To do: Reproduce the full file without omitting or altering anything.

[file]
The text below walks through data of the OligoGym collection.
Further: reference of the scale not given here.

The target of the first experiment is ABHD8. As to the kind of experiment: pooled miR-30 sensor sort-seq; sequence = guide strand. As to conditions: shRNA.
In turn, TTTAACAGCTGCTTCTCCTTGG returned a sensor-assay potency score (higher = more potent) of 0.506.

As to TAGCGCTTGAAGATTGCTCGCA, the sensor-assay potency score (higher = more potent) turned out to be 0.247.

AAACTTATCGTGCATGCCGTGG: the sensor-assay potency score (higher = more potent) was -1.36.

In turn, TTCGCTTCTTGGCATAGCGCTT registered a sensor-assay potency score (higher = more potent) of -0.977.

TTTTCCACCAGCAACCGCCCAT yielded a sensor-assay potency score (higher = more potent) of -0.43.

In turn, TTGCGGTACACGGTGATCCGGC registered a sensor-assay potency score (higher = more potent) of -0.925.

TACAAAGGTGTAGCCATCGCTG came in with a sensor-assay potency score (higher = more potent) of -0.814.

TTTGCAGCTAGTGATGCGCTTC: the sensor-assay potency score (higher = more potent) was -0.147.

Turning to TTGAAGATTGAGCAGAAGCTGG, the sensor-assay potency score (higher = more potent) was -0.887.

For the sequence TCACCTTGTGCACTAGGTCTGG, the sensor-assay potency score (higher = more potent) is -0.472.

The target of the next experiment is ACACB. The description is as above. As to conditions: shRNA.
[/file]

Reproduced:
The text below walks through data of the OligoGym collection.
Further: reference of the scale not given here.

The target of the first experiment is ABHD8. As to the kind of experiment: pooled miR-30 sensor sort-seq; sequence = guide strand. As to conditions: shRNA.
In turn, TTTAACAGCTGCTTCTCCTTGG returned a sensor-assay potency score (higher = more potent) of 0.506.

As to TAGCGCTTGAAGATTGCTCGCA, the sensor-assay potency score (higher = more potent) turned out to be 0.247.

AAACTTATCGTGCATGCCGTGG: the sensor-assay potency score (higher = more potent) was -1.36.

In turn, TTCGCTTCTTGGCATAGCGCTT registered a sensor-assay potency score (higher = more potent) of -0.977.

TTTTCCACCAGCAACCGCCCAT yielded a sensor-assay potency score (higher = more potent) of -0.43.

In turn, TTGCGGTACACGGTGATCCGGC registered a sensor-assay potency score (higher = more potent) of -0.925.

TACAAAGGTGTAGCCATCGCTG came in with a sensor-assay potency score (higher = more potent) of -0.814.

TTTGCAGCTAGTGATGCGCTTC: the sensor-assay potency score (higher = more potent) was -0.147.

Turning to TTGAAGATTGAGCAGAAGCTGG, the sensor-assay potency score (higher = more potent) was -0.887.

For the sequence TCACCTTGTGCACTAGGTCTGG, the sensor-assay potency score (higher = more potent) is -0.472.

The target of the next experiment is ACACB. The description is as above. As to conditions: shRNA.